Bank of America has won approval from the Federal Reserve to raise its quarterly common stock dividend to 5 cents per share after it postponed the same plan earlier this year because it miscalculated its capital ratios.
On Wednesday, the Fed said it did not object to the Charlotte bank’s resubmitted capital plan, allowing the dividend to go forward. The bank is not buying back $4 billion in common stock, which had been part of its original plan approved by the Fed in March.
The dividend postponement in April was the latest misstep for the bank during the Fed’s annual stress testing process, which is designed to make sure banks have enough capital to weather another economic downturn. In 2011, CEO Brian Moynihan told investors he expected the Fed would approve a modest dividend increase, only to have regulators reject the proposal.
After navigating the process a second time this year, the bank can now increase the dividend for the first time since it was slashed to a penny per share in January 2009, in the depths of the financial crisis. The bank’s shares, which fell more than 6 percent on the dividend postponement in April, were up nearly 2 percent to $15.29 in afternoon trading.
Bank of America has previously said the problem with its original capital plan dated to the 2009 Merrill Lynch acquisition and how the bank calculated regulatory capital ratios after accounting for a type of debt known as structured notes. The error involved notes that had matured or were redeemed before the purchase.
In a statement, the Fed said the bank addressed the errors in its resubmission and reviewed its regulatory capital reporting process as required by the Fed.
“This is a milestone day,” said Matt McCormick, a portfolio manager with Bahl & Gaynor Investment Counsel, a Cincinnati investment firm that manages $12 billion. “It allows them to get looked at by investors who want a dividend. I hope this continues, and they increase it more.”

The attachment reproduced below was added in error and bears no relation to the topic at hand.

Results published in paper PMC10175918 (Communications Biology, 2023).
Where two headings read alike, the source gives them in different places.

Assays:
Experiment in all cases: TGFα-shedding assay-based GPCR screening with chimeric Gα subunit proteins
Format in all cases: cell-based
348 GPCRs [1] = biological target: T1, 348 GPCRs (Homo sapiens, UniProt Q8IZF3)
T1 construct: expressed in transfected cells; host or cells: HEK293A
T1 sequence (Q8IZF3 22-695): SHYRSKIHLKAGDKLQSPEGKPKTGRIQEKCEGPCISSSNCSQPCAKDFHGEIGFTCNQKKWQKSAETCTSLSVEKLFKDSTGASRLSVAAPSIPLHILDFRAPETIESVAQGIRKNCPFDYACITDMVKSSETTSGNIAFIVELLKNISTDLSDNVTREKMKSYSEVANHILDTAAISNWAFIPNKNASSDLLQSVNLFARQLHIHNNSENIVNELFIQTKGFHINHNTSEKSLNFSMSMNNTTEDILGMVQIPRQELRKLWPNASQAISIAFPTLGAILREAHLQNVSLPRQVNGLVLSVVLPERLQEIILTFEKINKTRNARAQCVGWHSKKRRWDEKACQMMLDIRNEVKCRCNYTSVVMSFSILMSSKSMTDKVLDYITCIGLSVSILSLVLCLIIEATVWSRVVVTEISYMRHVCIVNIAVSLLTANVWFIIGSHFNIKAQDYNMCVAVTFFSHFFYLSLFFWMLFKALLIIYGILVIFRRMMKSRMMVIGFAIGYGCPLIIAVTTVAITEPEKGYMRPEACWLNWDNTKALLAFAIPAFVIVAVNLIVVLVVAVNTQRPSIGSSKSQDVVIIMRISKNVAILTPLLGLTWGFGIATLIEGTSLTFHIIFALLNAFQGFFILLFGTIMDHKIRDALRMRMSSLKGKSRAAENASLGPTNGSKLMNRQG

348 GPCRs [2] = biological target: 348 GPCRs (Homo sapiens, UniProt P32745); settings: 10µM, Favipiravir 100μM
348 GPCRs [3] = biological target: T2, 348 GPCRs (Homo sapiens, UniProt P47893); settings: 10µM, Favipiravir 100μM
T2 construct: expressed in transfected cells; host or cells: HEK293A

The bank, in a statement, said its first dividend increase in seven years “reflects the significant progress the company has made to strengthen the balance sheet and build capital and liquidity.”
Payout far from peak
The new increased payout, however, is a far cry from the 64 cents per quarter the bank was paying as recently as 2008. Where the bank once doled out more than $10 billion a year in dividends to shareholders, it paid just $428 million last year.
“I don’t think it’s anything to light a roman candle about,” Tom Lockhart, a retired Charlotte attorney and long-time shareholder, said of the dividend hike. “To increase from a penny per share to five cents, what difference does that make?”
Lockhart, 86, said he lost total confidence in the bank and its management after executives provided few details about how the bank miscalculated its capital ratios at the annual shareholder meeting in May. He was also upset that Moynihan received a 17 percent raise in 2013, upping his total compensation to $14 million.
“It ought to be clawed back and put back in the company,” he said.
The dividend is payable Sept. 26 to shareholders of record as of Sept. 5.
Bank of America wasn’t the only major financial institution to stumble during the Fed’s stress test. In March, Citigroup executives were surprised when the Fed rejected their capital plan. The New York bank has until Jan. 5 to resubmit its plan.
While the dividend increase is positive news for investors, Bank of America still faces hurdles in its recovery from the financial crisis. Executives have been negotiating a settlement with federal and state authorities over mortgage bonds that could exceed $12 billion.
And on Tuesday, regulators said Bank of America and 10 other banks need to redo their “living wills,” which are plans for dismantling their companies in a time of distress. If those plans are found deficient, the regulators could require banks to hold more capital, restrict their growth or even require divestitures.